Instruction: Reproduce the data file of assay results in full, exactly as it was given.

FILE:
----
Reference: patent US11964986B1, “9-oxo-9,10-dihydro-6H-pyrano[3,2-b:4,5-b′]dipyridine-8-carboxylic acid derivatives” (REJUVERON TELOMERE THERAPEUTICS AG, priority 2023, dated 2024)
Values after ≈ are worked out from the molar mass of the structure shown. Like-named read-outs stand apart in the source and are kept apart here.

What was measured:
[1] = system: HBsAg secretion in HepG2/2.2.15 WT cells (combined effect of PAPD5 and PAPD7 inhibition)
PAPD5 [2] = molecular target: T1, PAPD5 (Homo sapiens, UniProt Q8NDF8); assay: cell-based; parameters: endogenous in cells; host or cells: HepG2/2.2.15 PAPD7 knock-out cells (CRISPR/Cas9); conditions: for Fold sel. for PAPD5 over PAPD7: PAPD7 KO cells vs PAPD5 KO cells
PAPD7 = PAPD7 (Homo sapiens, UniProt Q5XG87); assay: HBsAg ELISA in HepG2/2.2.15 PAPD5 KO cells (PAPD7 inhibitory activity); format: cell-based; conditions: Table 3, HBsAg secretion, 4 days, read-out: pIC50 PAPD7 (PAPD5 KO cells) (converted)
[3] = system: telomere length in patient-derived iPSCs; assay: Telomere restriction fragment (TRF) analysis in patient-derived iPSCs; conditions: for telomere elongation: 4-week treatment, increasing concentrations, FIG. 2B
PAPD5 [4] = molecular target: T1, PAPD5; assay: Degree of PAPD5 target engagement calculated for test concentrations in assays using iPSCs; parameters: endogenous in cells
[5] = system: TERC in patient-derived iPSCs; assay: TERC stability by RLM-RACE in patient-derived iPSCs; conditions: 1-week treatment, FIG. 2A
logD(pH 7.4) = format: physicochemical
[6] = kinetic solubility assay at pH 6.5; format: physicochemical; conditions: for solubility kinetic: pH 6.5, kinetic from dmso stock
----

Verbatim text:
Reference: patent US11964986B1, “9-oxo-9,10-dihydro-6H-pyrano[3,2-b:4,5-b′]dipyridine-8-carboxylic acid derivatives” (REJUVERON TELOMERE THERAPEUTICS AG, priority 2023, dated 2024)
Values after ≈ are worked out from the molar mass of the structure shown. Like-named read-outs stand apart in the source and are kept apart here.

What was measured:
[1] = system: HBsAg secretion in HepG2/2.2.15 WT cells (combined effect of PAPD5 and PAPD7 inhibition)
PAPD5 [2] = molecular target: T1, PAPD5 (Homo sapiens, UniProt Q8NDF8); assay: cell-based; parameters: endogenous in cells; host or cells: HepG2/2.2.15 PAPD7 knock-out cells (CRISPR/Cas9); conditions: for Fold sel. for PAPD5 over PAPD7: PAPD7 KO cells vs PAPD5 KO cells
PAPD7 = PAPD7 (Homo sapiens, UniProt Q5XG87); assay: HBsAg ELISA in HepG2/2.2.15 PAPD5 KO cells (PAPD7 inhibitory activity); format: cell-based; conditions: Table 3, HBsAg secretion, 4 days, read-out: pIC50 PAPD7 (PAPD5 KO cells) (converted)
[3] = system: telomere length in patient-derived iPSCs; assay: Telomere restriction fragment (TRF) analysis in patient-derived iPSCs; conditions: for telomere elongation: 4-week treatment, increasing concentrations, FIG. 2B
PAPD5 [4] = molecular target: T1, PAPD5; assay: Degree of PAPD5 target engagement calculated for test concentrations in assays using iPSCs; parameters: endogenous in cells
[5] = system: TERC in patient-derived iPSCs; assay: TERC stability by RLM-RACE in patient-derived iPSCs; conditions: 1-week treatment, FIG. 2A
logD(pH 7.4) = format: physicochemical
[6] = kinetic solubility assay at pH 6.5; format: physicochemical; conditions: for solubility kinetic: pH 6.5, kinetic from dmso stock